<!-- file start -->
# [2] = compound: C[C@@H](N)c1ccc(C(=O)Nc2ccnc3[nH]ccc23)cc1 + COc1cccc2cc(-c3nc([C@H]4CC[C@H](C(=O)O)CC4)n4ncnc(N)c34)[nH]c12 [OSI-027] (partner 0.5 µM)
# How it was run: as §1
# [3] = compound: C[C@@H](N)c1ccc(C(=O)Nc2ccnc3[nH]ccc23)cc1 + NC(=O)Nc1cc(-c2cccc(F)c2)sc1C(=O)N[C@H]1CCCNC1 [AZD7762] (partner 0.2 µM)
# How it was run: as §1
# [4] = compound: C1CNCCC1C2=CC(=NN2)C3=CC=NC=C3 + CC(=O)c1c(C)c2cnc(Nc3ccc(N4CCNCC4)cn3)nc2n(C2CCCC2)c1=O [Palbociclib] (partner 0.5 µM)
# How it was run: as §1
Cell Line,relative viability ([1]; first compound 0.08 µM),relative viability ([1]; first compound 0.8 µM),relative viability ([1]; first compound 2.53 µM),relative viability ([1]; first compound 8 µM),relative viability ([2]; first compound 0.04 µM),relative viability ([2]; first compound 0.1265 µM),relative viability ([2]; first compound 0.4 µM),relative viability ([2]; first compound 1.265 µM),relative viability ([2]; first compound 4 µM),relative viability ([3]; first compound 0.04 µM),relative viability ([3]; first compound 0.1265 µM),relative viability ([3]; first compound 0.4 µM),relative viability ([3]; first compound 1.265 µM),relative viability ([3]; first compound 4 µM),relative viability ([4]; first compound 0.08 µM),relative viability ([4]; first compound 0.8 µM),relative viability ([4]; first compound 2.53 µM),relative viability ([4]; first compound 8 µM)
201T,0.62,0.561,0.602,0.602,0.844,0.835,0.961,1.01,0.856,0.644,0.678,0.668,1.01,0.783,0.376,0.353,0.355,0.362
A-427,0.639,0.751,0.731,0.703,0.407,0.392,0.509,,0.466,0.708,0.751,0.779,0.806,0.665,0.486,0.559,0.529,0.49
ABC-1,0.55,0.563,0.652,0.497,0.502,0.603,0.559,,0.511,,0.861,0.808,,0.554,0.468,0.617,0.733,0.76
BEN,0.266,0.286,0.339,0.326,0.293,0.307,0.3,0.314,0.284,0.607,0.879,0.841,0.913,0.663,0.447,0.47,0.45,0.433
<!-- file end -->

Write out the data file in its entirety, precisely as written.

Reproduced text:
# [2] = compound: C[C@@H](N)c1ccc(C(=O)Nc2ccnc3[nH]ccc23)cc1 + COc1cccc2cc(-c3nc([C@H]4CC[C@H](C(=O)O)CC4)n4ncnc(N)c34)[nH]c12 [OSI-027] (partner 0.5 µM)
# How it was run: as §1
# [3] = compound: C[C@@H](N)c1ccc(C(=O)Nc2ccnc3[nH]ccc23)cc1 + NC(=O)Nc1cc(-c2cccc(F)c2)sc1C(=O)N[C@H]1CCCNC1 [AZD7762] (partner 0.2 µM)
# How it was run: as §1
# [4] = compound: C1CNCCC1C2=CC(=NN2)C3=CC=NC=C3 + CC(=O)c1c(C)c2cnc(Nc3ccc(N4CCNCC4)cn3)nc2n(C2CCCC2)c1=O [Palbociclib] (partner 0.5 µM)
# How it was run: as §1
Cell Line,relative viability ([1]; first compound 0.08 µM),relative viability ([1]; first compound 0.8 µM),relative viability ([1]; first compound 2.53 µM),relative viability ([1]; first compound 8 µM),relative viability ([2]; first compound 0.04 µM),relative viability ([2]; first compound 0.1265 µM),relative viability ([2]; first compound 0.4 µM),relative viability ([2]; first compound 1.265 µM),relative viability ([2]; first compound 4 µM),relative viability ([3]; first compound 0.04 µM),relative viability ([3]; first compound 0.1265 µM),relative viability ([3]; first compound 0.4 µM),relative viability ([3]; first compound 1.265 µM),relative viability ([3]; first compound 4 µM),relative viability ([4]; first compound 0.08 µM),relative viability ([4]; first compound 0.8 µM),relative viability ([4]; first compound 2.53 µM),relative viability ([4]; first compound 8 µM)
201T,0.62,0.561,0.602,0.602,0.844,0.835,0.961,1.01,0.856,0.644,0.678,0.668,1.01,0.783,0.376,0.353,0.355,0.362
A-427,0.639,0.751,0.731,0.703,0.407,0.392,0.509,,0.466,0.708,0.751,0.779,0.806,0.665,0.486,0.559,0.529,0.49
ABC-1,0.55,0.563,0.652,0.497,0.502,0.603,0.559,,0.511,,0.861,0.808,,0.554,0.468,0.617,0.733,0.76
BEN,0.266,0.286,0.339,0.326,0.293,0.307,0.3,0.314,0.284,0.607,0.879,0.841,0.913,0.663,0.447,0.47,0.45,0.433